Fried Ice Cream

Fried Ice Cream

Raise your hand if you’re doing something to celebrate Cinco de Mayo this coming weekend. Maybe you’re going to make a Mexican-themed dinner… treat yourself to a margarita (or margarita cupcakes)… or sit down to watch your favorite show with a bag of chips and a jar of salsa? This year, I finally made it my business to make fried ice cream at home. For as long as I’ve known him, my Chief Culinary Consultant has been in love with fried ice cream and asked me a long time ago if I could try making it. I have vague memories of a Chi-Chi’s outing with my mom during my pre-teen years that may or may not have involved fried ice cream. I can kind of remember, but not well. Suffice it to say, I’m a fried ice cream newbie. Also, apparently a bit of a procrastinator. I think the wait was worth it, though, judging by the ooh’s and aah’s as we dug into this with two spoons.

Fried Ice Cream

It took me awhile to wrap my head around how I could actually fry something that was supposed to be frozen and not end up with a melting, globby mess. Turns out, fried ice cream relies on the same work-fast-then-freeze-then-freeze-again techniques that are necessary when making things like ice cream sandwiches and homemade Klondike bars. In the end, assembling the fried ice cream wasn’t much work at all; there’s just a bit of waiting around between steps to make sure everything is frozen solid. I did read that most restaurants that serve fried ice cream keep the ice cream balls frozen at a temperature well below that at which ice cream is normally stored. Since I didn’t have the ability to do this with a regular household freezer, there was a little melting when I plated the fried ice cream, but as you can see, the center stayed pretty solid.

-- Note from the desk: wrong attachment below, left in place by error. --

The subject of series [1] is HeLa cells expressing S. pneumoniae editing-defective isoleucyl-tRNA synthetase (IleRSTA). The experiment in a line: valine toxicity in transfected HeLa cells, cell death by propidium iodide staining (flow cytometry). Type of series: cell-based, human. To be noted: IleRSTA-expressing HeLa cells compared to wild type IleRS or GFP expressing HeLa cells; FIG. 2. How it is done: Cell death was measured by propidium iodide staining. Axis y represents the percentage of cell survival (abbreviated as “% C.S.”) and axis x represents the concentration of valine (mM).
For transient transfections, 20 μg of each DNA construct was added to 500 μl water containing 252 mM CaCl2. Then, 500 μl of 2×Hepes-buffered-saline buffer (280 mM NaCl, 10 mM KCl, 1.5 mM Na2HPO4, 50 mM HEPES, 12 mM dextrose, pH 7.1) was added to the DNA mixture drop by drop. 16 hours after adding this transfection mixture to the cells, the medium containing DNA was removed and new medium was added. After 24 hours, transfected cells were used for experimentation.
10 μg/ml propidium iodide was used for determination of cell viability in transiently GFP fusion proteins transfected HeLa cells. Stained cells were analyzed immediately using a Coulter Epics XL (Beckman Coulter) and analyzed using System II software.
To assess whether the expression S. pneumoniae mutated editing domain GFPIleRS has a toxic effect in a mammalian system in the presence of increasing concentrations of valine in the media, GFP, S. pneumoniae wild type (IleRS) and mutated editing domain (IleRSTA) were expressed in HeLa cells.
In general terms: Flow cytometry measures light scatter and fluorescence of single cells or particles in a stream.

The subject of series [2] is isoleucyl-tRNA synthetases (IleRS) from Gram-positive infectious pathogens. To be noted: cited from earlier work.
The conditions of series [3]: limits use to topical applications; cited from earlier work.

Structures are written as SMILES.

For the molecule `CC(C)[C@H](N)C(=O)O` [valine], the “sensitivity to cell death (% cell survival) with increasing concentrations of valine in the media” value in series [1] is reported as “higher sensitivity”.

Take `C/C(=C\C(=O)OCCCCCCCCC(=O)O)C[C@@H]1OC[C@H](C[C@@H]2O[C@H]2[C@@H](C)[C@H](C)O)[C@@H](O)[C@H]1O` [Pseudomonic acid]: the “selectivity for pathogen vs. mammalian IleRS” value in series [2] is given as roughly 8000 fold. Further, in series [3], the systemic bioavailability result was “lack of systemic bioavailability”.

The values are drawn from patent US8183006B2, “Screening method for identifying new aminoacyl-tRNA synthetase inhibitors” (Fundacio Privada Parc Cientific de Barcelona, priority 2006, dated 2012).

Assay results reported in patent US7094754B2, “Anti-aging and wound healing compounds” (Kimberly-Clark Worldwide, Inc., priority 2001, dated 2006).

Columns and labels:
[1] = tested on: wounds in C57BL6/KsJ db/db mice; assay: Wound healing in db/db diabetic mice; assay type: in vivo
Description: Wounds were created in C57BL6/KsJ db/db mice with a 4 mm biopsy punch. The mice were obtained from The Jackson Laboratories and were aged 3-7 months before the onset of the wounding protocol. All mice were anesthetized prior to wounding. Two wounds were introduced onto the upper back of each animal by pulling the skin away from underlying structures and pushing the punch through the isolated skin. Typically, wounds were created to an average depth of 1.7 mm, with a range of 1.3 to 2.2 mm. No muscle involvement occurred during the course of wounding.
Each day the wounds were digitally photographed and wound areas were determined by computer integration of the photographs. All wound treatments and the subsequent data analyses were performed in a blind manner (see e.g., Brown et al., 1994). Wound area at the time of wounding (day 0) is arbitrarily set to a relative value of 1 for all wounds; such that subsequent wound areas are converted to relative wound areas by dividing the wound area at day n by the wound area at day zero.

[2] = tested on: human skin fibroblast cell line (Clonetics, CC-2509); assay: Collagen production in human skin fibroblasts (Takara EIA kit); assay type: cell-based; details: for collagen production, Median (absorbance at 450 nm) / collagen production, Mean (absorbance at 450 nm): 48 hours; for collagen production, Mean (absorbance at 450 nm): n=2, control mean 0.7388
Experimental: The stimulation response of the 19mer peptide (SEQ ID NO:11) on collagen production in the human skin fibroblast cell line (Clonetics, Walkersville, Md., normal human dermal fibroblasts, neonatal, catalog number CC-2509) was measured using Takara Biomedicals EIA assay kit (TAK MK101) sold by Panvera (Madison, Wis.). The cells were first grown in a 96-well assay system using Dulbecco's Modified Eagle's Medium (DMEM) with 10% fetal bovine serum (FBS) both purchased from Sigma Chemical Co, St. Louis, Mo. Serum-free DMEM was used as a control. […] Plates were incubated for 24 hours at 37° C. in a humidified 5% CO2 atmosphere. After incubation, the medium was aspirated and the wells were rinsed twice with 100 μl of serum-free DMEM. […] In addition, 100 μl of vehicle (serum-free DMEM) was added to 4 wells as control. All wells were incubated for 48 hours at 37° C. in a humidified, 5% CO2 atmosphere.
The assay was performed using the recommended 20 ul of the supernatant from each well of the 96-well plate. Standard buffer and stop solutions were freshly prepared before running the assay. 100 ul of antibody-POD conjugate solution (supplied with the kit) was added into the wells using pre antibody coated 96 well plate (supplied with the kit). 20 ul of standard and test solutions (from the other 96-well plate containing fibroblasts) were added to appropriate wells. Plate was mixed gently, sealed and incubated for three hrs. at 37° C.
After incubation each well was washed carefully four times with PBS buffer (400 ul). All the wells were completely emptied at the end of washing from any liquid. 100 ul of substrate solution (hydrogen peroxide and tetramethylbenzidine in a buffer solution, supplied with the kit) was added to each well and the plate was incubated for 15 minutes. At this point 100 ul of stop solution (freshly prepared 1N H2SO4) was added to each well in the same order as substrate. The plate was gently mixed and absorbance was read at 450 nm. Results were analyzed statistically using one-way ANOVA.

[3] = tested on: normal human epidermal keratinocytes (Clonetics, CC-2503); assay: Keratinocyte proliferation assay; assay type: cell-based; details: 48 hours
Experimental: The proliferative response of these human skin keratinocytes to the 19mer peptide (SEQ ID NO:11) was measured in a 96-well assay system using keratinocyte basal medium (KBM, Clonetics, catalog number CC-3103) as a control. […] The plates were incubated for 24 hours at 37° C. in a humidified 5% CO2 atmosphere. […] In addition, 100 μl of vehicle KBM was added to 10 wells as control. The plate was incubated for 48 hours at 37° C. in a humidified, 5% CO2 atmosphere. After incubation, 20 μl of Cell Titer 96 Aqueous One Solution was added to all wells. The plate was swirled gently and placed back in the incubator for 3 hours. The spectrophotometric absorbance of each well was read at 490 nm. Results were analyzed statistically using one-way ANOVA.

I was thrilled with how this fried ice cream turned out and it received two huge thumbs up from my Chief Culinary Consultant, who’s a fried ice cream pro. The outside is warm and crunchy, then once you break through the crust there’s cold, creamy vanilla ice cream waiting for you. A deliciously perfect complement of flavors and textures.

What’s your favorite Mexican dessert?

Fried Ice Cream

Two years ago: Chocolate Biscuit Cake {Royal Wedding Groom Cake}

Fried Ice Cream

Yield: 4 to 6 servings

Prep Time: 30 minutes

Total Time: 5 hours

An easy recipe for making fried ice cream at home!

Ingredients:

1 quart vanilla ice cream
5 cups cornflakes, crushed
1 cup shredded coconut (sweetened and unsweetened are both fine)
1 tablespoon ground cinnamon
2 eggs
2 tablespoons granulated sugar
1 tablespoon milk
Peanut or vegetable oil, for frying

Directions:

1. Line a baking sheet with parchment paper. Scoop out balls of ice cream a little more than a ½ cup in size and place on the parchment-lined baking sheet. Freeze for 2 hours, or until the ice cream is very hard.

2. Meanwhile, in a shallow bowl, combine the crushed cornflakes, coconut and cinnamon. Roll the balls of ice cream in the coating, packing them together into a smooth ball. Return the coated ice cream to the baking sheet and freeze for at least 30 minutes.

3. Meanwhile, in a shallow bowl, whisk together the eggs, sugar and milk. Remove the ice cream from the freezer and roll each one in the egg mixture to coat, then immediately roll in the cornflakes mixture again, ensuring there is a thick, even coating on each ice cream ball. Return them all to the baking sheet and freeze for at least 2 hours.

4. When ready, add oil to a depth of about 3 inches in a large Dutch oven or heavy-bottomed pot. Heat the oil to 400 degrees F. When the oil is ready, carefully drop the ice cream balls into the hot oil and fry for only about 30 seconds, until golden brown. Remove to a paper towel-lined to drain briefly and serve immediately. Drizzle with honey and/or chocolate sauce and top with whipped cream, if desired.

(Recipe adapted from Food Network and Simply So Good)